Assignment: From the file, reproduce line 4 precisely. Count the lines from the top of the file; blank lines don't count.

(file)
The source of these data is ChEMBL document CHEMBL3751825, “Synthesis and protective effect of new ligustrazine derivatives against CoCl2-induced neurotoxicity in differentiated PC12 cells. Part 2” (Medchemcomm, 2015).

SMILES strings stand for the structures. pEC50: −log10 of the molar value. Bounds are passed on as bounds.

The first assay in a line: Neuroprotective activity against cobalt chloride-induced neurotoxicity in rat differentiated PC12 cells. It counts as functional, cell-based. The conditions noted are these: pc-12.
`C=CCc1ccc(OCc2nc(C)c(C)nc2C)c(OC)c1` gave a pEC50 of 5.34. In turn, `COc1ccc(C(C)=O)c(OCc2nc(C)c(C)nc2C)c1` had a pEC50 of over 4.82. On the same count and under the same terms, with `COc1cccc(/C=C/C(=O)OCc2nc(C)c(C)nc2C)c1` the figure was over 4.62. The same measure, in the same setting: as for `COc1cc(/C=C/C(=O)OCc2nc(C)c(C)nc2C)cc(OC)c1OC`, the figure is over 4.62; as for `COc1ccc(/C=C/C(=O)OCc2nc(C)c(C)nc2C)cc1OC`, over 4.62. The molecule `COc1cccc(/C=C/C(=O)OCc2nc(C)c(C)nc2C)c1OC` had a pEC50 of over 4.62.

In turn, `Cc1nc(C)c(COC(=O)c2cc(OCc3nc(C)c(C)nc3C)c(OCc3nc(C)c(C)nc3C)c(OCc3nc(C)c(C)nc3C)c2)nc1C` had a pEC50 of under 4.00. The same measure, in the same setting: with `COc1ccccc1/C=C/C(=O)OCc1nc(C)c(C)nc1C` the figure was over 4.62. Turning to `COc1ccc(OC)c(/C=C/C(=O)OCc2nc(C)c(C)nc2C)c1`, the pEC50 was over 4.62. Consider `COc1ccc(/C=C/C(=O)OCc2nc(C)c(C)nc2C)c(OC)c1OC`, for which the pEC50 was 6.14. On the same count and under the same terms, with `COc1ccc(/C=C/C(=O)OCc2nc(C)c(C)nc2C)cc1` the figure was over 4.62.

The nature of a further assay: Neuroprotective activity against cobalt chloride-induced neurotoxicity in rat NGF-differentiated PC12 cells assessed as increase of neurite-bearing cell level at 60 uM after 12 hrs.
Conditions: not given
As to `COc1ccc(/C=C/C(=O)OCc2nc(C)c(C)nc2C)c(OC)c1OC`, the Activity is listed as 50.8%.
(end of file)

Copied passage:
`C=CCc1ccc(OCc2nc(C)c(C)nc2C)c(OC)c1` gave a pEC50 of 5.34. In turn, `COc1ccc(C(C)=O)c(OCc2nc(C)c(C)nc2C)c1` had a pEC50 of over 4.82. On the same count and under the same terms, with `COc1cccc(/C=C/C(=O)OCc2nc(C)c(C)nc2C)c1` the figure was over 4.62. The same measure, in the same setting: as for `COc1cc(/C=C/C(=O)OCc2nc(C)c(C)nc2C)cc(OC)c1OC`, the figure is over 4.62; as for `COc1ccc(/C=C/C(=O)OCc2nc(C)c(C)nc2C)cc1OC`, over 4.62. The molecule `COc1cccc(/C=C/C(=O)OCc2nc(C)c(C)nc2C)c1OC` had a pEC50 of over 4.62.